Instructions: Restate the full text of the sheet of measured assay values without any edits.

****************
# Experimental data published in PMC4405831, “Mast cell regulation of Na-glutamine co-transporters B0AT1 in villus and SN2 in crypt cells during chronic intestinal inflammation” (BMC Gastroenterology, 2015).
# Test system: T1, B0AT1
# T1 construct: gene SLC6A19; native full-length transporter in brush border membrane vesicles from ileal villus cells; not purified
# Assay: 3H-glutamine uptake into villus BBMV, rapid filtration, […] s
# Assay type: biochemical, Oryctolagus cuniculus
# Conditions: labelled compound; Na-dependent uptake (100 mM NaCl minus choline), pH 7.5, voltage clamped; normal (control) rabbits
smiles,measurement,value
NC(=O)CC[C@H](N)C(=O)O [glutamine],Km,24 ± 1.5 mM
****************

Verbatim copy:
# Experimental data published in PMC4405831, “Mast cell regulation of Na-glutamine co-transporters B0AT1 in villus and SN2 in crypt cells during chronic intestinal inflammation” (BMC Gastroenterology, 2015).
# Test system: T1, B0AT1
# T1 construct: gene SLC6A19; native full-length transporter in brush border membrane vesicles from ileal villus cells; not purified
# Assay: 3H-glutamine uptake into villus BBMV, rapid filtration, […] s
# Assay type: biochemical, Oryctolagus cuniculus
# Conditions: labelled compound; Na-dependent uptake (100 mM NaCl minus choline), pH 7.5, voltage clamped; normal (control) rabbits
smiles,measurement,value
NC(=O)CC[C@H](N)C(=O)O [glutamine],Km,24 ± 1.5 mM